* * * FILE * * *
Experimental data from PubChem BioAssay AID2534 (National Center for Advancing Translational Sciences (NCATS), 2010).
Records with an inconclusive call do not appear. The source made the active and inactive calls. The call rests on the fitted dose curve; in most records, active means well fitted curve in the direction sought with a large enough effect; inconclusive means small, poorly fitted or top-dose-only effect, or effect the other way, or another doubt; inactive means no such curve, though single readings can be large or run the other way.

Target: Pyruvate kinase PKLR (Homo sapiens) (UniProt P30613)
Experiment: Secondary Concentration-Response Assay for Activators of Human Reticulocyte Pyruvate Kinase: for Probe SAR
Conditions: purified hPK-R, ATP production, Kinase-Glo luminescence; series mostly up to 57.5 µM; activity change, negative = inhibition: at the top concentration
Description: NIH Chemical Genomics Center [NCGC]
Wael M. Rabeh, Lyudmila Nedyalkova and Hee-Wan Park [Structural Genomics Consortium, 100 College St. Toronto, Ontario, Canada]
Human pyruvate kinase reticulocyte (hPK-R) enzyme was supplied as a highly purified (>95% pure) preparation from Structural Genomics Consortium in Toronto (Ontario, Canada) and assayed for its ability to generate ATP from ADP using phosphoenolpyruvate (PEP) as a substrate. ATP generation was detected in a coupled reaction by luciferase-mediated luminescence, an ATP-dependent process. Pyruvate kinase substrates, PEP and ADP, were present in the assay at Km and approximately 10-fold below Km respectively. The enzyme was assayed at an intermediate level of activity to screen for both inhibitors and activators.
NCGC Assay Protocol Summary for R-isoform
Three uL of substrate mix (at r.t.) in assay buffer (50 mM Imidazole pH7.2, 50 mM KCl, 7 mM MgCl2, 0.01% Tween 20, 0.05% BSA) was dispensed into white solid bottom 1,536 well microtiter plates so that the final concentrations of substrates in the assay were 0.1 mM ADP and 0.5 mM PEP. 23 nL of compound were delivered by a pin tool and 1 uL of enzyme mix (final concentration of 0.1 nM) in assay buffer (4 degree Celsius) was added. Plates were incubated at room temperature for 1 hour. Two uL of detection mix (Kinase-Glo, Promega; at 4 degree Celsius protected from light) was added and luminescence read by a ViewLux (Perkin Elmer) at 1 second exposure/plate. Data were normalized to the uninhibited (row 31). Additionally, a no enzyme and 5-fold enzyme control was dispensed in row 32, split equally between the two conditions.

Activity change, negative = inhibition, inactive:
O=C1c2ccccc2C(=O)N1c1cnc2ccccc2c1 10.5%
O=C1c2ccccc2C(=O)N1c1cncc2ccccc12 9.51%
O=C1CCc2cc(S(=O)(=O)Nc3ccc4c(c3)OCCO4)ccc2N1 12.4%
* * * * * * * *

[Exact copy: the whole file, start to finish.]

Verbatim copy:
Experimental data from PubChem BioAssay AID2534 (National Center for Advancing Translational Sciences (NCATS), 2010).
Records with an inconclusive call do not appear. The source made the active and inactive calls. The call rests on the fitted dose curve; in most records, active means well fitted curve in the direction sought with a large enough effect; inconclusive means small, poorly fitted or top-dose-only effect, or effect the other way, or another doubt; inactive means no such curve, though single readings can be large or run the other way.

Target: Pyruvate kinase PKLR (Homo sapiens) (UniProt P30613)
Experiment: Secondary Concentration-Response Assay for Activators of Human Reticulocyte Pyruvate Kinase: for Probe SAR
Conditions: purified hPK-R, ATP production, Kinase-Glo luminescence; series mostly up to 57.5 µM; activity change, negative = inhibition: at the top concentration
Description: NIH Chemical Genomics Center [NCGC]
Wael M. Rabeh, Lyudmila Nedyalkova and Hee-Wan Park [Structural Genomics Consortium, 100 College St. Toronto, Ontario, Canada]
Human pyruvate kinase reticulocyte (hPK-R) enzyme was supplied as a highly purified (>95% pure) preparation from Structural Genomics Consortium in Toronto (Ontario, Canada) and assayed for its ability to generate ATP from ADP using phosphoenolpyruvate (PEP) as a substrate. ATP generation was detected in a coupled reaction by luciferase-mediated luminescence, an ATP-dependent process. Pyruvate kinase substrates, PEP and ADP, were present in the assay at Km and approximately 10-fold below Km respectively. The enzyme was assayed at an intermediate level of activity to screen for both inhibitors and activators.
NCGC Assay Protocol Summary for R-isoform
Three uL of substrate mix (at r.t.) in assay buffer (50 mM Imidazole pH7.2, 50 mM KCl, 7 mM MgCl2, 0.01% Tween 20, 0.05% BSA) was dispensed into white solid bottom 1,536 well microtiter plates so that the final concentrations of substrates in the assay were 0.1 mM ADP and 0.5 mM PEP. 23 nL of compound were delivered by a pin tool and 1 uL of enzyme mix (final concentration of 0.1 nM) in assay buffer (4 degree Celsius) was added. Plates were incubated at room temperature for 1 hour. Two uL of detection mix (Kinase-Glo, Promega; at 4 degree Celsius protected from light) was added and luminescence read by a ViewLux (Perkin Elmer) at 1 second exposure/plate. Data were normalized to the uninhibited (row 31). Additionally, a no enzyme and 5-fold enzyme control was dispensed in row 32, split equally between the two conditions.

Activity change, negative = inhibition, inactive:
O=C1c2ccccc2C(=O)N1c1cnc2ccccc2c1 10.5%
O=C1c2ccccc2C(=O)N1c1cncc2ccccc12 9.51%
O=C1CCc2cc(S(=O)(=O)Nc3ccc4c(c3)OCCO4)ccc2N1 12.4%